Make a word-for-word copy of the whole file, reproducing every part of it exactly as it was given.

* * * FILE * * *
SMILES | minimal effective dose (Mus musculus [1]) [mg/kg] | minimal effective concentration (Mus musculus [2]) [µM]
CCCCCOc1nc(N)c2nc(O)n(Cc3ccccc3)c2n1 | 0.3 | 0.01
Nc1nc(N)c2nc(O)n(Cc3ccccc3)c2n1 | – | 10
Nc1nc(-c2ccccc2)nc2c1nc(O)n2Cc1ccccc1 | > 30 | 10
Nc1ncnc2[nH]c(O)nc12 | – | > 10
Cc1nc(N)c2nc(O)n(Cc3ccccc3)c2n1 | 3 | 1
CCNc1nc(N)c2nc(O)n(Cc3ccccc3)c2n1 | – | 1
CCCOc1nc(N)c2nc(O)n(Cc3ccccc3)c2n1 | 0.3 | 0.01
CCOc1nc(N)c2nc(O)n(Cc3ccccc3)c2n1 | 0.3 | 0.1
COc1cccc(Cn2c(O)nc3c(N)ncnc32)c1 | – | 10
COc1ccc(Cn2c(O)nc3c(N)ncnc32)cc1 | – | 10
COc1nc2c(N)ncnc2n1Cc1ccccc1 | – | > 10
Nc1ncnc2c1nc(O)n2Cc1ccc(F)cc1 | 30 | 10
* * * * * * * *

SMILES | minimal effective dose (Mus musculus [1]) [mg/kg] | minimal effective concentration (Mus musculus [2]) [µM]
CCCCCOc1nc(N)c2nc(O)n(Cc3ccccc3)c2n1 | 0.3 | 0.01
Nc1nc(N)c2nc(O)n(Cc3ccccc3)c2n1 | – | 10
Nc1nc(-c2ccccc2)nc2c1nc(O)n2Cc1ccccc1 | > 30 | 10
Nc1ncnc2[nH]c(O)nc12 | – | > 10
Cc1nc(N)c2nc(O)n(Cc3ccccc3)c2n1 | 3 | 1
CCNc1nc(N)c2nc(O)n(Cc3ccccc3)c2n1 | – | 1
CCCOc1nc(N)c2nc(O)n(Cc3ccccc3)c2n1 | 0.3 | 0.01
CCOc1nc(N)c2nc(O)n(Cc3ccccc3)c2n1 | 0.3 | 0.1
COc1cccc(Cn2c(O)nc3c(N)ncnc32)c1 | – | 10
COc1ccc(Cn2c(O)nc3c(N)ncnc32)cc1 | – | 10
COc1nc2c(N)ncnc2n1Cc1ccccc1 | – | > 10
Nc1ncnc2c1nc(O)n2Cc1ccc(F)cc1 | 30 | 10